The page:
The second instalment is all about regionality. The Kiwis are very proud of the distinct characteristics of their wines that make them unmistakably NZ. More often than not even novice winetasters can pick out a Kiwi wine in a blind tasting. But some of the winemakers there are looking to impart a sense of local terroir to give them that additional complexity. How this is handled is very important; it is vital that there still is s distinct New Zealand style to the wines. After all that is what has made them incredibly successful. A number of years ago I visited one of the most famous Pinot producers in Marlborough. It was on this very site that I fell in love with Kiwi wines and an event that started a particular fascination for Pinot Noir, one of the most difficult grapes to make good wine with. When I went to the cellar door I was giddy as a school boy on Christmas morning – I could hardly contain my excitement. The I tasted the wine. That New Zealand Pinot Noir with its powerful fruit structure, hints of spice, and excellent balance with soft round tannins was gone. If I’m being honest, it tasted like they had added water to the wine I had drank there previously meaning the characteristics were significantly less pronounced. The wine was actually very boring. Seeing my shocked expression, the host thought this was surprise at how wonderful their wine was. “I know what you’re thinking”, she proudly proclaimed, “just like the great wines of Burgundy in France!” She couldn’t have been further from the mark.
While imitation is a form of flattery, in this case it really wasn’t. Instead of producing some of New Zealand’s best and exciting Pinot Noir they decided to make something no better than very cheap French table wine. Oh, but charged 10 times the price. Why??? We’re in New Zealand at an award winning winery noted for their full, complex Pinot Noirs and they are proudly serving Ribena light. Also, pardon the obvious but if I would have wanted to taste French Pinot at a winery I could have achieved that with a few hours on a train rather than a day stuck on a 747 with screaming kids, snoring parents and dodgy movies to pass the time. The French also do the French style significantly better than other nations.
Thankfully, this copycat mentality did not catch on. Kiwi winemakers are very proud of their product and are looking to improve its complexities and ageing potential rather than mimic what other regions produce.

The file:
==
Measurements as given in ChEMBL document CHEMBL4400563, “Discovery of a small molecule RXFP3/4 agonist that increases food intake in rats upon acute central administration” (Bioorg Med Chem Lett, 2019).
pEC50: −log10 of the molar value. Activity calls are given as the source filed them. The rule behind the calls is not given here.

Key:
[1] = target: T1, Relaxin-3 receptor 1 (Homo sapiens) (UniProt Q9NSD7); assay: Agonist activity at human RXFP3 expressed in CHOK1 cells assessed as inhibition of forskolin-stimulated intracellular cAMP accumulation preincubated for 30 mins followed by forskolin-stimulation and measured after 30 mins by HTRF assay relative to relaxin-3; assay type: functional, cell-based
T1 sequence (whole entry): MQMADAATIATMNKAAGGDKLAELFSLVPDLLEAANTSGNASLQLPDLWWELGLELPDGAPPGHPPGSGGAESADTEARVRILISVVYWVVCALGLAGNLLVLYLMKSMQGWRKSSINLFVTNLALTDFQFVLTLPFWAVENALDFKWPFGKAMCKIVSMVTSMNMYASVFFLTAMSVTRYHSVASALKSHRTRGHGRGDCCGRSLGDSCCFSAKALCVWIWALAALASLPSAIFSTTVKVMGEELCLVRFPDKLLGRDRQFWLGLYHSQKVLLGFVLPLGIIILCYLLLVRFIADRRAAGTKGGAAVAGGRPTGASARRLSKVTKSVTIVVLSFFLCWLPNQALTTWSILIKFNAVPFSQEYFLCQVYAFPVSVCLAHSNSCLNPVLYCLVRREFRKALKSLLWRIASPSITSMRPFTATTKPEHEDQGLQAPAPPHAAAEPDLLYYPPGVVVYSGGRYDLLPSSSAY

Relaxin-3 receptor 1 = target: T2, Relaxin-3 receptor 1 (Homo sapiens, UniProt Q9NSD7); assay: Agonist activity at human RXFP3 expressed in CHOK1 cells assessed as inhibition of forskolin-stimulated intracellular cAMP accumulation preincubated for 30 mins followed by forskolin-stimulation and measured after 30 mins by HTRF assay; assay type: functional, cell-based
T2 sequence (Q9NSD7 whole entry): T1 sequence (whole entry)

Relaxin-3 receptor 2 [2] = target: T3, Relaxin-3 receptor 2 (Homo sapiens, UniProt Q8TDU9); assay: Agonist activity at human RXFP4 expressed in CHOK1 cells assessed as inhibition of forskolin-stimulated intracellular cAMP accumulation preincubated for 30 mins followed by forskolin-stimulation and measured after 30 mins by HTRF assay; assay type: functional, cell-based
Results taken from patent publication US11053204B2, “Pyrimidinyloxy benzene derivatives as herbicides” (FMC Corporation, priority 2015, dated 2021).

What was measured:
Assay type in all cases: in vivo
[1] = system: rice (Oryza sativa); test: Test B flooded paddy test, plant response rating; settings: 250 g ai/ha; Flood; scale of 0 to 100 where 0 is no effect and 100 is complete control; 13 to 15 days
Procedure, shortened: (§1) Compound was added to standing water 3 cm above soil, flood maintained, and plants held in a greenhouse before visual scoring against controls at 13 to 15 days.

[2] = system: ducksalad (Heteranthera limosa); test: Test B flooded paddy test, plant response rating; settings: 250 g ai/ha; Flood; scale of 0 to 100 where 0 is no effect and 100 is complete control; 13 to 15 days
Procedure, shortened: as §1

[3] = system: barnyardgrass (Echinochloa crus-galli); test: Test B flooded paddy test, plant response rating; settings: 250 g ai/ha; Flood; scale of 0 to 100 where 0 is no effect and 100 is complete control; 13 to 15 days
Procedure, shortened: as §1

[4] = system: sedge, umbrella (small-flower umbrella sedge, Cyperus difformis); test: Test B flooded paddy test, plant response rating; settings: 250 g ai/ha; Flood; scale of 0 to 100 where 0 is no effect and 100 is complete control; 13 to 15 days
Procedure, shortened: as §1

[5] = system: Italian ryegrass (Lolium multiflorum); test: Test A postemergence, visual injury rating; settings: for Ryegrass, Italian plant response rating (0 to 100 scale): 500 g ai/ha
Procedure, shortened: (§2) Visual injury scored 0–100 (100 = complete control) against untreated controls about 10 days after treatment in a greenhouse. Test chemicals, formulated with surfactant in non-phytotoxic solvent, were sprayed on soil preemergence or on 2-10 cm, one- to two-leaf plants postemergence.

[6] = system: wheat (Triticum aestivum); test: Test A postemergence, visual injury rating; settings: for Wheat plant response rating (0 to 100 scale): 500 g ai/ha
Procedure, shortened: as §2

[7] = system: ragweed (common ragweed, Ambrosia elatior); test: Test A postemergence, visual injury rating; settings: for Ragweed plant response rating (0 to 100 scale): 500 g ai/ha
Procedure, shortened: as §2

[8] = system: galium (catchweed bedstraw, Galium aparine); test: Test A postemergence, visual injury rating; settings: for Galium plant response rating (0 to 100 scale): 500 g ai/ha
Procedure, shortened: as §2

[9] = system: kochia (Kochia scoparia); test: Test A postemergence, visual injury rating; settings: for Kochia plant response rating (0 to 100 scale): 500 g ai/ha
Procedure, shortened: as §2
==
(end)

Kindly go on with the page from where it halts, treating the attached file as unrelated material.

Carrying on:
One excellent example of this focus on regionality is being spear headed by Villa Maria. One of the largest producers and exporters of New Zealand wines they have recently begun showcasing wines from individual vineyards which indeed have a distinct flavour of the local terroir. They have taken Pinot and Sav Blanc, and produced wines with interesting individual nuances that reflect the soil and climate of the region they hail from while remaining unmistakably Kiwi. What is astonishing is how varied the tastes and textures are from plots of land that are on some cases only a hop, skip and a jump away from each other. It’s obviously much harder work producing wines from single vineyards but the results are well worth the effort. Villa Maria recently held a very interesting tasting event that involved a blind comparison between their wines and the main Old World players. This included France for their Sav Blanc and Pinot. The results were impressive; not only were the Kiwi wines the general winners on the night, when the price of Old and New world wines were compared, the Kiwis were always cheaper and usually significantly so. In most cases you could pick the Kiwi wines from the Old World version but New Zealand tended to be more interesting and complex and significantly better value.
The third and probably most spectacular instalment of the trilogy is a bit of a ‘card up the sleeve’ of NZ. While the World has marvelled at its Sauvignon Blanc and Pinot Noir, the Kiwi’s haven’t been resting on their laurels. Instead they have been working hard to exploring new potential wine regions and experimenting with other grape varieties. The results are very exciting.
Chardonnay has been established for some time now and the New Zealand style is very different to their Aussie neighbours; the cooler climate leads to lighter style wines that are elegant with little oak. Also expect some fresh green notes and tinges of minerality. Many of us that are generally not Chardonnay drinkers are pleasantly surprised at how delicious the New Zealand versions are.